Shopping Center Business

MAY 2016

Shopping Center Business is the leading monthly business magazine for the retail real estate industry.

Issue link: https://shoppingcenterbusiness.epubxp.com/i/673099

Contents of this Issue

Navigation

Page 346 of 358

USC VILLAGE 342 • SHOPPING CENTER BUSINESS • May 2016 Now, many students prefer to live on or around USC so that the campus has a strong four-year residential experience. While there is no live-on campus require- ment, many students start out in university housing — 98 percent of first-year students live in housing — and move off-campus as they become upperclassmen. A higher ratio of international student enrollment is also boosting the demand for housing, services and amenities on the campus. USC Village is being built on the site of a former shopping center, University Village. The old center had a market, a food court, and a few small retailers. "The idea with the new retail is to pre- dominantly serve our students and facul- ty, as well as the surrounding community, realizing that we sit in an underserved area in Los Angeles," says Wilson. "The retail in USC Village will provide amenities and an enhanced residential experience for our university community and beyond. USC sits near the West Adams neigh- borhood of Los Angeles, an area that has seen housing prices rise dramatically over the past several years. Approximately 15,000 students live around the university in off-campus housing. "USC Village will really be the new epi- center outside of class during the day for our students," says Keenan Cheung, direc- tor of housing for USC. "We are building a lot of public spaces for students to spend time at the complex. It will be a very pleas- ant environment. We think many people will make this their hang-out spot on-cam- pus; it is the logical place to be and it is a convenient place to be. The project is directly in the line of travel for most of our students." In addition, traffic counts for USC Vil- lage are strong, given its location at the corner of two main thoroughfares. About 43,300 cars pass through the intersection of Jefferson Boulevard and McClintock Street at the southwest corner of the proj- ect. Approximately 6,258 bicycles pass by each day, as do 18,700 pedestrians. Trader Joe's and Target Express will an- chor the retail portion of the market. USC is planning a number of uses at the center and has no lack of interest in the retail and restaurant spaces. The university has close to 100 letters of intent for the 30 remaining retail and restaurant spaces at USC Village. USC is seeking to have a mix of one-third services, one-third retail and one-third food. Food operators include contemporary burgers, salads, coffee, juice, pizza, Mediterranean, yogurt/ice cream, seafood and a gastropub. Fash- ion, beauty, pharmacy and athletic wear are among the uses that will be featured at USC Village. The university has not an- nounced many tenants, though Starbucks Coffee and Bank of America are among those that have been disclosed. The Mc- Garey Group and CBRE are working with the university to handle retail leasing. One benefit USC Village will bring to the USC community is extended food- service hours. Currently, only one dining hall operates 24 hours, and it is located some distance from most of the universi- ty's housing. Having more options at USC Parking is below ground at USC Village. A new home for USC's Honors College is also part of USC Village.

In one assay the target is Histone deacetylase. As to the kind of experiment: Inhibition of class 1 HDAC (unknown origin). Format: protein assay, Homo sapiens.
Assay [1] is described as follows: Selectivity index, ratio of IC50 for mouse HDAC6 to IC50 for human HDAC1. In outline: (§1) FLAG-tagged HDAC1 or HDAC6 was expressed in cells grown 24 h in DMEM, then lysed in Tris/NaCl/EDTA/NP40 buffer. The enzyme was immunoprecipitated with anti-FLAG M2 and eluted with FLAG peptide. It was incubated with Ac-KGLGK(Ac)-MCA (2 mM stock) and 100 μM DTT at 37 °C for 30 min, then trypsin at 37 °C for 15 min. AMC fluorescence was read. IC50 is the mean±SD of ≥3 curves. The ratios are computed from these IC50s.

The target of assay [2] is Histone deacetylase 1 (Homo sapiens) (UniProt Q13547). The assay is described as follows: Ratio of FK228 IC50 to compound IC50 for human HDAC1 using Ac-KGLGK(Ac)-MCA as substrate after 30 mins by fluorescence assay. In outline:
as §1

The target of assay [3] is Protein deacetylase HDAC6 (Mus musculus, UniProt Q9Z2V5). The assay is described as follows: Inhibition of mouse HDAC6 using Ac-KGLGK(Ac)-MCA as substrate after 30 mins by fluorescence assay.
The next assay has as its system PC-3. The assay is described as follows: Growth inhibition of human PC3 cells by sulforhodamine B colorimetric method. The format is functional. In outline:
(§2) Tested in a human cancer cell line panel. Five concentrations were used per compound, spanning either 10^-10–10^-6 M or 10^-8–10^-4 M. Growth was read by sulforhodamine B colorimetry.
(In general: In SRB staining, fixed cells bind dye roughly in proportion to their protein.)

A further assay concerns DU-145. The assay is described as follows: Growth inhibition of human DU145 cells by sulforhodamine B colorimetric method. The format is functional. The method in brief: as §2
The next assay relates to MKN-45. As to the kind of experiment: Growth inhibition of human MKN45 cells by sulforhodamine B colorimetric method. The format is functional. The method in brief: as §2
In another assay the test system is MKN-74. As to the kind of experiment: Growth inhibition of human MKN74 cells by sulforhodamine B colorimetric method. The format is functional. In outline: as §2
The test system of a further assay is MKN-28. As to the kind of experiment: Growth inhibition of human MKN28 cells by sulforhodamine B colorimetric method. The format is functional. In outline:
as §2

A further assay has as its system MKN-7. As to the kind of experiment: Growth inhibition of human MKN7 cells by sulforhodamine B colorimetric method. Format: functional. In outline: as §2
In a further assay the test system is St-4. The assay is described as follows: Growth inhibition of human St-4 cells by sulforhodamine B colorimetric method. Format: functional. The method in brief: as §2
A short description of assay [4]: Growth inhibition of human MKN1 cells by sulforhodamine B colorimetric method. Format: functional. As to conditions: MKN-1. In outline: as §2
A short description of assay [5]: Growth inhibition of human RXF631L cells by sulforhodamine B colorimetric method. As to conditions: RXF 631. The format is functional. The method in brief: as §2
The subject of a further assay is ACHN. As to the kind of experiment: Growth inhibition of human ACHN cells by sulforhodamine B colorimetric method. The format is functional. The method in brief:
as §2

Articles in this issue

Archives of this issue

view archives of Shopping Center Business - MAY 2016